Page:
The role of the fast FAC (forward air controller) was soon rediscovered, and the USMC's Night Attack F/A-18Ds were soon key players in this role, loitering at night over target areas in Kuwait and Southern Iraq while directing strikes by Marine AV-8Bs, F/A-18Cs and USAF aircraft such as the F-16 and A-10.
The Gulf war has demonstrated conclusively much of what was known about the application of air power, but still doubted by many parties. Not surprisingly, little new was learned but much of what was forgotten has been rediscovered, and much of what was expected was proven.
The preeminent role of the electronic battle in the opening phases of an air war has been demonstrated yet again, in fact one may argue now that the electronic battle can be elevated to the status of a major phase of the air battle, separating it from the initial counter-air phase of the battle. In this fashion the established two phase model, ie counter-air campaign for command of the air, followed by the interdiction campaign to inflict maximum attrition, can be replaced by a three phase model comprising an electronic combat campaign to gain command of the electromagnetic spectrum, followed by the counter-air and interdiction campaigns.
All phases of the air war yet again demonstrated the pivotal importance of combat radius to the conduct of an air war. The availability of substantial tanker resources has concealed this to the casual observer, but it is clear that without the humble tanker the weight of the offensive would have been far lesser.
The massed application of the PGM has provided the final technical means to fully implementing Douhet's strategic interdiction campaign model, and the destruction inflicted upon Iraq's infrastructure by a modest number of aircraft flying a modest number of raids has proven without doubt the foolishness of his critics.
The application of air power to the support of land forces has demonstrated that a modern mechanised land army can no longer function without command of the air. Where an opponent applies a mechanised manoeuvre force, he must concentrate assets to achieve a weight of numbers to be effective, and this concentration of assets renders him vulnerable to air attack. It may be argued, convincingly so, that in campaigns where the opposing land force is so concentrated ITALIC the role of the friendly land force is ancillary to that of air power END ITALIC, solely as a means of mopping up the remnants of the battlefield interdiction campaign and seizing terrain stripped of defending forces.
While this view may not be popular with the armies of this world, the reality is that this situation has existed for two decades but never been clearly demonstrated due the idiosyncrasies of past conflicts. Vietnam is much to blame here, as the skill of the Vietnamese communist forces in rapidly dispersing and concentrating assets substantially reduced their vulnerability as a force to air attack. Were they to have fought an open mechanised manoeuvre campaign, the results would have been demonstrably different. Where concentrations of communist forces were engaged directly by air power, the results speak for themselves.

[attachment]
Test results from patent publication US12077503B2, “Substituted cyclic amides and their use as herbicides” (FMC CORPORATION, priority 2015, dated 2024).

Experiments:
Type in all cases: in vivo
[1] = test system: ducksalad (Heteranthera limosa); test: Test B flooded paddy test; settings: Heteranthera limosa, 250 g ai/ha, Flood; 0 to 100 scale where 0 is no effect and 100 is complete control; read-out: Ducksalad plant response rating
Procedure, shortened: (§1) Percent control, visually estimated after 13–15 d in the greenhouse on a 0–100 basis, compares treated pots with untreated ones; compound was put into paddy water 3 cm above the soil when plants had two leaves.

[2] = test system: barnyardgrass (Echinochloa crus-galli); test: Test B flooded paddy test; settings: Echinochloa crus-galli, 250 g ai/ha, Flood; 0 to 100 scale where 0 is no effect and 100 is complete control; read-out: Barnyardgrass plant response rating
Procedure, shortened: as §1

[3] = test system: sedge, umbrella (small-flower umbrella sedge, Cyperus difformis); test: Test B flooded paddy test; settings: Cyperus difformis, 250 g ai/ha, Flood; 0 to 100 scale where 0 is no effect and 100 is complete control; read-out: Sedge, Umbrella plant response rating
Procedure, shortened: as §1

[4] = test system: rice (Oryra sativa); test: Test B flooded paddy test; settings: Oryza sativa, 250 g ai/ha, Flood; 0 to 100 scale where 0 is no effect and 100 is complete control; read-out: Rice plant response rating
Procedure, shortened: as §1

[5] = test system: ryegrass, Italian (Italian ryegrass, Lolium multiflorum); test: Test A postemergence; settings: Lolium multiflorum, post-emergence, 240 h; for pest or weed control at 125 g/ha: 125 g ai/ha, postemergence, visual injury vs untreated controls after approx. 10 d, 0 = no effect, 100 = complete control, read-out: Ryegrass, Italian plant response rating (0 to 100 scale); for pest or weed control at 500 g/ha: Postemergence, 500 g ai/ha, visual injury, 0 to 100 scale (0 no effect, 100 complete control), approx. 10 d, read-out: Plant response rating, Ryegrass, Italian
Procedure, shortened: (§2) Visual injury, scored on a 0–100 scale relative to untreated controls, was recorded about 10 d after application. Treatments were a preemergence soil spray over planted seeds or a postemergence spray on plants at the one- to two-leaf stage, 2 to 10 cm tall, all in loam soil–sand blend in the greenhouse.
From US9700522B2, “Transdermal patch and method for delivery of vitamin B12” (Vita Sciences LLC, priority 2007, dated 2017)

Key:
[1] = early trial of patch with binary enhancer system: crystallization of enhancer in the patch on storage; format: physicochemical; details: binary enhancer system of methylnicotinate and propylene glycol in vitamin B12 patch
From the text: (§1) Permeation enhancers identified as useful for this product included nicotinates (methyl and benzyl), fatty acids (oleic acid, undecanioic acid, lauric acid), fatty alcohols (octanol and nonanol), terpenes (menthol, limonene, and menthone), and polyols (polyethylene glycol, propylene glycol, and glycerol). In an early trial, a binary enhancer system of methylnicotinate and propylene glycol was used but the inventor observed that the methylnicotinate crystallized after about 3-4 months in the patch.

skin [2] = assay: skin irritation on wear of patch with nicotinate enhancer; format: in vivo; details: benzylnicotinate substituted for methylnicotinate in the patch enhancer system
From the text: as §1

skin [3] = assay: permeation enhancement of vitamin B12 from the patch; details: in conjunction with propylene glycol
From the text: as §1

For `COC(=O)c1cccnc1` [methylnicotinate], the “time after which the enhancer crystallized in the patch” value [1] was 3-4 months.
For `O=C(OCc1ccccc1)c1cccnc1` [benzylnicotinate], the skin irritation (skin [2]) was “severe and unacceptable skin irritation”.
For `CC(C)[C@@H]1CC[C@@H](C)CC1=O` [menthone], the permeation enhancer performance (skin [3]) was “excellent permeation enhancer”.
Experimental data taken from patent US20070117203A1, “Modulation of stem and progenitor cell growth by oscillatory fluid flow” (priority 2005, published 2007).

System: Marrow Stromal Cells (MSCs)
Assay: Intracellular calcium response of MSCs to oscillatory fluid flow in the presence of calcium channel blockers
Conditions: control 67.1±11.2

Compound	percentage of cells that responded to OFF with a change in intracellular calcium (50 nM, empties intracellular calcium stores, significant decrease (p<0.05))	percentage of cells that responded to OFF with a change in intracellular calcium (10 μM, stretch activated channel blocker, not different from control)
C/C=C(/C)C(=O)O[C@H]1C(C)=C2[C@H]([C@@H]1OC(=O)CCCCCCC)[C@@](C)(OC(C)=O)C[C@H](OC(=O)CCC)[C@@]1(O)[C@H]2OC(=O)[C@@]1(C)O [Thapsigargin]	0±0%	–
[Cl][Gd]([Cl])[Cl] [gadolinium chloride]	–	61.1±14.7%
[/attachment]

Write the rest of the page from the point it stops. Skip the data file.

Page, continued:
A clear conclusion here is that armies should seriously contemplate their future role - the notion that air forces exist as ancillaries to armies is invalid, and representative of 1930s thinking. Armies should become more flexible in their outlook and accept that their role is only pre-eminent in those campaigns where the opposing force has no need to concentrate assets, and does not employ a mechanised manoeuvre force. Failure to do so will only produce worthless political disputes and muddy the real issues in the eyes of laymen not equipped to understand these matters.
In this context, armies should take a long hard look at their own structures and consider that the days of the tank armies of Guderian and Tukhachevskii are well and truly over. Pouring resources into such assets is demonstrably obsolete thinking, greater emphasis should be placed upon those assets which are more relevant to this environment, such as special forces and airmobile assets. The ability of an air force to shatter enemy assets such as heavy artillery and armour across a great depth of battlefield means that the modern manoeuvre force must be capable of penetrating far deeper much faster than is achievable with today's armour heavy forces. Certainly a need for such assets will always remain, but the emphasis in numbers must be shifted toward assets which can take advantage of the situation. Armies structured about armour cannot, and where command of the air is lost will be unable to avoid annihilation.
A force which can rapidly concentrate and disperse, and which is not tied to a slow moving logistical train, is more appropriate as it can more readily avoid air attack and also more readily exploit the deep attack potential of a modern air force.
The lessons for the ADF are just as clear. For the RAAF, more electronic combat potential, AEW, more emphasis on tankers, more PGMs and in the longer term, serious thought on how to replace the strike/recce wing with equal or better capability. For the Army, more emphasis on air mobility and communications/intelligence facilities to support targeting of hostile land forces by the RAAF, particularly across a deeper battlefield, and more effort into equipping helicopters for direct fire support.
Reality is simple enough to comprehend, but we must hope that those who are responsible for ADF force structure planning have sufficiently open minds to accept it rather than reject it. The longer term consequences of the latter will be fruitless political bickering which will only serve the politicians as a means of further depleting defence expenditure. That is something which this nation certainly cannot afford to do.